If there are some unfavorable alleles in a population, why don’t all of those get weeded out (die off) over several generations?  Because of the following naturally-occurring mechanisms:

  • Diploidy -- having two sets of chromosomes (and alleles)  instead of only one

  • Balancing selection, such as the heterozygote advantage (EX: gene affecting the individual’s response to sickle-cell anemia) and frequency-dependent selection.  Know how to explain these two types of balancing selection


Reasons why natural selection cannot produce perfect organisms:

  • An organism or population cannot will a favorable allele to appear; they pop up randomly through mutations

  • Evolution is limited by what has already happened in a lineage/evolutionary path, and the species that are currently living on Earth (i.e., cannot fashion a brand-new organism from scratch)

  • Many traits have tradeoffs, so they will not be perfect


Image courtesy of Thameur Dahmani from Pexels


The biological definition of speciation is that it occurs when a group of individuals can no longer breed with members of its original population (they’ve evolved to be different enough to have this happen)


There are many factors that can contribute to reproductive isolation, which can ultimately lead to formation of a new species:

  • Prezygotic barriers such as habitat, temporal, behavioral, mechanical, and gametic isolation

  • Postzygotic barriers such as reduced hybrid survival or fertility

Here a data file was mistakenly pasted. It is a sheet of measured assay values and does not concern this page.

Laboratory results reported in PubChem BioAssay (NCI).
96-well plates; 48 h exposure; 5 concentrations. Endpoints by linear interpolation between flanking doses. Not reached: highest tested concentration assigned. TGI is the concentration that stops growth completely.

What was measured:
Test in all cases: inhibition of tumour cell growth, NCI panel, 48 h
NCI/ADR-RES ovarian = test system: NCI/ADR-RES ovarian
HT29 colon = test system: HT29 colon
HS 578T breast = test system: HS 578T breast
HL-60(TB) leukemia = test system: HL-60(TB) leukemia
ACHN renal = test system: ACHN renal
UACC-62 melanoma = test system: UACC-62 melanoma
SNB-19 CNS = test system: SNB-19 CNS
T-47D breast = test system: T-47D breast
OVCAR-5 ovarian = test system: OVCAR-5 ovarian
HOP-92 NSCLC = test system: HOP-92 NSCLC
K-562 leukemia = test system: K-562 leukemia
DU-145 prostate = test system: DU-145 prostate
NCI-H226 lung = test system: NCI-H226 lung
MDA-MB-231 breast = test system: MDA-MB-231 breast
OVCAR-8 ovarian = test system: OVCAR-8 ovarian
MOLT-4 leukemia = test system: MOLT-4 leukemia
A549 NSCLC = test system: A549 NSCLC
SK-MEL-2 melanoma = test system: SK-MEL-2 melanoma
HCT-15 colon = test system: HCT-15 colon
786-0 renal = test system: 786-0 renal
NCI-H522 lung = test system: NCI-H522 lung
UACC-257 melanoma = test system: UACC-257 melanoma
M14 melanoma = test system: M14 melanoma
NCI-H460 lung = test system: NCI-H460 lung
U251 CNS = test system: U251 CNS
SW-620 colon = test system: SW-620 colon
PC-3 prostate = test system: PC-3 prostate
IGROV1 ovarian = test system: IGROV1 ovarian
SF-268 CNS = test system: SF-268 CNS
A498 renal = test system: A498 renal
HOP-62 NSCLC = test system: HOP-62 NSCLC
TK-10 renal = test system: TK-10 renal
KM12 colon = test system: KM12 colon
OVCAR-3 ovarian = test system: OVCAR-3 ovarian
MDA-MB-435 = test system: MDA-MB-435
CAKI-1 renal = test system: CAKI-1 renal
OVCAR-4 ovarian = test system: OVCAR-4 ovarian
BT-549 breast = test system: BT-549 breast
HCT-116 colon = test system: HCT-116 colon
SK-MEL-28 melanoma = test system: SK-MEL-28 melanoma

Two types of speciation:

  1. Allopatric speciation:  New species is geographically separated from the original.  Allopatric means “other country”

  2. Sympatric speciation:  Interestingly, new species can also form without geographic separation from the original population.  That is called sympatric speciation


Hybrid zone = an area where individuals from different species can meet and mate.  This is usually due to two different species occupying adjacent areas of land


There are two way that speciation can occur over time:

  • Punctuated equilibrium = Has periods of rapid/sudden changes leading to a new species

  • Gradualism = species form slowly and gradually over time

The Earth’s History and Early Earth Conditions

When Earth first formed, the environment was not ideal for life and there was nothing living.  Over time, scientists believe the following steps led to the first life forms:

  1. Small organic molecules joining together over time

  2. Further joining into larger macromolecules, such as protein

  3. These molecules get packaged into protocells, which are enclosed within a membrane

  4. Self-replicating molecules eventually arose, allowing genes to be passed on to the next generation


Scientists use methods such as radiometric dating and the half-life of a particular isotope in order to determine fossil ages and piece together the evolutionary history of past species


The geologic record

There are three eras:

  1. Cenozoic -- several ice ages; many primate species arose; the genus Homo first arose

  2. Mesozoic -- includes the Jurassic and Triassic ages; angiosperm diversity increases

  3. Paleozoic -- includes the Cambrian explosion, which was a sudden boom of diversity across all kinds of groups of animals, such as bony fish, reptiles, and vascular plants


How did the first eukaryotes form on Earth?

This is where the endosymbiotic theory comes in.  Know what it is, and what evidence points to it


Evidence for the endosymbiotic theory:

  • The inner membranes of chloroplasts and mitochondria are very similar to those of prokaryotes

  • These organelles also have their own small bits of DNA inside

  • They replicate by splitting, a process similar to reproduction of some prokaryotes

In addition to knowing the concepts and terminology, it's also crucial to apply them by doing plenty of practice problems.  If you're struggling to find good problems to work through, check out our popular Practice Portal!